Unit 5

Complex Number

In probability theory and statistics, complex random variables are a generalization of real-valued random variables to complex numbers, i.e. the possible values a complex random variable may take are complex numbers.[1] Complex random variables can always be considered as pairs of real random variables: their real and imaginary parts. Therefore, the distribution of one complex random variable may be interpreted as the joint distribution of two real random variables.

Some concepts of real random variables have a straightforward generalization to complex random variables—e.g., the definition of the mean of a complex random variable. Other concepts are unique to complex random variables.

* A complex random variable Z on the probability space (is a function on Z: ,such that both its real part R(z) and its imaginary part i(z) are real random variables on ..

Circular symmetric complex normal random variables are used extensively in signal processing, and are sometimes referred to as just complex normal in signal processing literature. Formally, is a standard complex normal random variable.

The characteristic function of complex normal distribution is given by is a n -dimensional complex vector. Central limit theorem. If. The modulus of a complex normal random variable follows a Hoyt distribution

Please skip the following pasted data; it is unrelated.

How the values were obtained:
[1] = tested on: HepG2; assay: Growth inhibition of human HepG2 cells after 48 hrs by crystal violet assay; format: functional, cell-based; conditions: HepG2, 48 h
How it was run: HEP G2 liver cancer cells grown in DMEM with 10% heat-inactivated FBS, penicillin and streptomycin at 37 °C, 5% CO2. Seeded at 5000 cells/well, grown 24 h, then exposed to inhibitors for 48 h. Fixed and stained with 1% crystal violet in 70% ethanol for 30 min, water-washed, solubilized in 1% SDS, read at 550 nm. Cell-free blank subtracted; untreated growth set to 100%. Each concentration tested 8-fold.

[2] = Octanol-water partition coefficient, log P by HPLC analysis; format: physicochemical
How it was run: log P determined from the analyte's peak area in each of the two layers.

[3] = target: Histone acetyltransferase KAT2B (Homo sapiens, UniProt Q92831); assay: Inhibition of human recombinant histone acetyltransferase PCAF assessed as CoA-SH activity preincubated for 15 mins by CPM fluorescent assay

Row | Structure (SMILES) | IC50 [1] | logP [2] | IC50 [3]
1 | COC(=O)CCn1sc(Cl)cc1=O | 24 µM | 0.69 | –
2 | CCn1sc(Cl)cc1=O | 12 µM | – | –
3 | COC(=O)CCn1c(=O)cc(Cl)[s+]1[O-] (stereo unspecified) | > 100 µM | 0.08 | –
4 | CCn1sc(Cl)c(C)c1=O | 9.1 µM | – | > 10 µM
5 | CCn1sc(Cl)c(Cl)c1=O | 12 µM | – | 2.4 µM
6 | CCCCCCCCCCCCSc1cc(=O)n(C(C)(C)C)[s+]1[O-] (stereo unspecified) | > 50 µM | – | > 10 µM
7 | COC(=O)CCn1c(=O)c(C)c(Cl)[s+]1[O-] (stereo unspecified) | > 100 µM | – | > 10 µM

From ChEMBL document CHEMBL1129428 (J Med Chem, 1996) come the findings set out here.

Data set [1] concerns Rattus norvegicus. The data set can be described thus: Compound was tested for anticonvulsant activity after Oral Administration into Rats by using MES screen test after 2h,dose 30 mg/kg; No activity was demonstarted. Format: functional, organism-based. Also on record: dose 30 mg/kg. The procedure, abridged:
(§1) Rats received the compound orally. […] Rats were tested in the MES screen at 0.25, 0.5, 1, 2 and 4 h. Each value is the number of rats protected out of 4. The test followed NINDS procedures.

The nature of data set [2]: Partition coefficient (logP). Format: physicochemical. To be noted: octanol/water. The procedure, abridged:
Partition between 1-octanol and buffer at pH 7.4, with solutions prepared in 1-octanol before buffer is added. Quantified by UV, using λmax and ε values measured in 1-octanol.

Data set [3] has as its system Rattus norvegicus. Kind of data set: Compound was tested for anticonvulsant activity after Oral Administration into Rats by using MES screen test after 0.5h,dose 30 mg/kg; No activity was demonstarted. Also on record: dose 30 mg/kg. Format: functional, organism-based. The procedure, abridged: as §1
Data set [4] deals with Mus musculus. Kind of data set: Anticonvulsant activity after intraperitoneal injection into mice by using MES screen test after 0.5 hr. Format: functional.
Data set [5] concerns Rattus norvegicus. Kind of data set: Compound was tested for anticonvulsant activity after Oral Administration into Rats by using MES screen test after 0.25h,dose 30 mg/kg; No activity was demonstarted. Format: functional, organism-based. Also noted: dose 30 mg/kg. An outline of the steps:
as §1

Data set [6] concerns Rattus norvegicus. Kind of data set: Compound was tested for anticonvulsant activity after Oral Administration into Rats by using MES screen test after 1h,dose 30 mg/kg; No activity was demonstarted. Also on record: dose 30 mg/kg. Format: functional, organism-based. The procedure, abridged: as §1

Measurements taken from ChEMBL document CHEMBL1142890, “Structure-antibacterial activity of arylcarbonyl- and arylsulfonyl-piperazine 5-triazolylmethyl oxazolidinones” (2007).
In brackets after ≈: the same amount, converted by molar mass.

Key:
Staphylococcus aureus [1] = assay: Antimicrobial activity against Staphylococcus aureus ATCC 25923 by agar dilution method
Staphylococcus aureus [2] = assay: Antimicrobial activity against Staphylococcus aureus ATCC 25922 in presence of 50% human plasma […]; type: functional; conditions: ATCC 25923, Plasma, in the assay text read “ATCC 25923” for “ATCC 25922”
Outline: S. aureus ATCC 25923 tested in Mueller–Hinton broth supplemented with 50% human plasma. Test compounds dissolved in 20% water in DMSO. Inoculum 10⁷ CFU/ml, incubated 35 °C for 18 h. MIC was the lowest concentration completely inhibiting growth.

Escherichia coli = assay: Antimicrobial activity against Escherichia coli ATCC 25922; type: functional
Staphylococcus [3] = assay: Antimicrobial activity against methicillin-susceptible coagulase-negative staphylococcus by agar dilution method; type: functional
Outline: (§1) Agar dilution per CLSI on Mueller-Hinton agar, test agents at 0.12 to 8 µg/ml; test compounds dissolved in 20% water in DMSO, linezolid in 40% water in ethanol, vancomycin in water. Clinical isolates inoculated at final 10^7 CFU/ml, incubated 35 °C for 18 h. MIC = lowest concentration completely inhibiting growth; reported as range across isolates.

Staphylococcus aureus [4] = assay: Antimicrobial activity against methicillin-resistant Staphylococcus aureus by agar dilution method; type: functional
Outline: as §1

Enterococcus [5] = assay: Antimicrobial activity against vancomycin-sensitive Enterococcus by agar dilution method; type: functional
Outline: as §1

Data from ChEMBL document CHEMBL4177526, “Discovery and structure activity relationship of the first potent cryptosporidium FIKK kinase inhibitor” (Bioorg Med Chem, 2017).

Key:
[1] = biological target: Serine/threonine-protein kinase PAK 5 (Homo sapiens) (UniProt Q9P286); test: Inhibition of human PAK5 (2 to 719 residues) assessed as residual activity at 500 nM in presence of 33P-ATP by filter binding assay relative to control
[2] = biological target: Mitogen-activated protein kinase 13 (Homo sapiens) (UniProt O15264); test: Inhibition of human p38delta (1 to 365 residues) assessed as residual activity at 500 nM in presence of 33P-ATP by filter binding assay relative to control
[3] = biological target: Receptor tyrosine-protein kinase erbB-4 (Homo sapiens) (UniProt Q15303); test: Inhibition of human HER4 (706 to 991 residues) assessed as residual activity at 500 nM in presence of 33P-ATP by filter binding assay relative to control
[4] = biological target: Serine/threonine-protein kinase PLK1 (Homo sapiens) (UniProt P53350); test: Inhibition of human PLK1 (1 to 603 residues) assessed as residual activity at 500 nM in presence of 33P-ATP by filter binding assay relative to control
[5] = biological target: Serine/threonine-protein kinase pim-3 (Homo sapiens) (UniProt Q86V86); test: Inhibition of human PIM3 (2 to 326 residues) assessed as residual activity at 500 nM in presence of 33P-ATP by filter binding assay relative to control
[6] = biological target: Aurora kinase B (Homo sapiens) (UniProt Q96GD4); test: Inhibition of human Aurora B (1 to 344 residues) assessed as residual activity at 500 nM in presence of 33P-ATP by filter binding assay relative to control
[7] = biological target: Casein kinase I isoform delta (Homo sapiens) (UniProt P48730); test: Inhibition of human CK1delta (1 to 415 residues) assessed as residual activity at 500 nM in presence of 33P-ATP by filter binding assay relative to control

Example:1 Find fourth root of

Solution: Convert to polar first: r=

Example:2 Find the fifth root of 4-4i of

Solution: Convert 4-4i to polar: r==;()cis()

Example1: Solve cosh2 x – sinh2 x

Solution:

Given: cosh2 x – sinh2 x

We know that

Sinh x = [ex– e-x]/2

Cosh x = [ex + e-x]/2

Cosh2 x – sinh2 x = [ [ex + e-x]/2 ]2 – [ [ex – e-x]/2 ]2

Cosh2 x – sinh2 x = (4ex-x) /4

Cosh2 x – sinh2 x = (4e0) /4

Cosh2 x – sinh2 x = 4(1) /4 = 1

Therefore, cosh2 x – sinh2 x = 1

A ray through the unit hyperbola in the point , where is twice the area between the ray, the hyperbola, and the -axis

Example 2:

Find the inverse of the function f(x) = ln(x – 2)

Solution:

First, replace f(x) with y

So, y = ln(x – 2)

Replace the equation in exponential way , x – 2 = ey

Now, solving for x,

x = 2 + ey

Now, replace x with y and thus, f-1(x) = y = 2 + ey

Example 3:

To solve an equation: f(x) = 2x + 3, at x = 4

Solution:

We have,

f(4) = 2 × 4 + 3

f(4) = 11

Now, let’s apply for reverse on 11.

f-1(11) = (11 – 3) / 2

f-1(11) = 4

Magically we get 4 again.

Therefore, f(f(4)) = f(4)

So, when we apply function f and its reverse f-1 gives the original value back again, i.e, f-1(f(x)) = x.

Example1: Prove that function is analytic function.

Solution. Real and Imaginary parts of are

If,

On differentiating u,v we get

Again differentiating

Example2: Determine P such that the function analytic

Solution:

Hence

f(z) is analytic Cauchy Riemann should be satisfied that is

And

P=-1

Example 1:

Problem: simplify 16 i+10i (3-i)

Solution:

Given,

16i +10i (3-i)

=16i+10i (3i) +10 i(-i)

=16i+30i-10i2

=46i-10(-1)

=46i+10

Here real part is 10 and imaginary part is 46

Example 2:

Problem: express the following into a+ib form

Solution:

Given.,

z = = = + i

Modulus , = = =

Conjugate = ( -

Reference Book:

1. G.B. Thomas and R.L. Finney, Calculus and Analytic geometry, 9th Edition, Pearson, Reprint, 2002.

2. Erwin kreyszig, Advanced Engineering Mathematics, 9th Edition, John Wiley & Sons,2006.

3. Veerarajan T., Engineering Mathematics for the first year, Tata McGraw-Hill, New Delhi,2008.

4. Ramana B.V., Higher Engineering Mathematics, Tata McGraw Hill New Delhi, 11th Reprint, 2010.

5. D. Poole, Linear Algebra: A Modern Introduction, 2nd Edition, Brooks/Cole, 2005.

6. B.S. Grewal, Higher Engineering Mathematics, Khanna Publishers, 36th Edition, 2010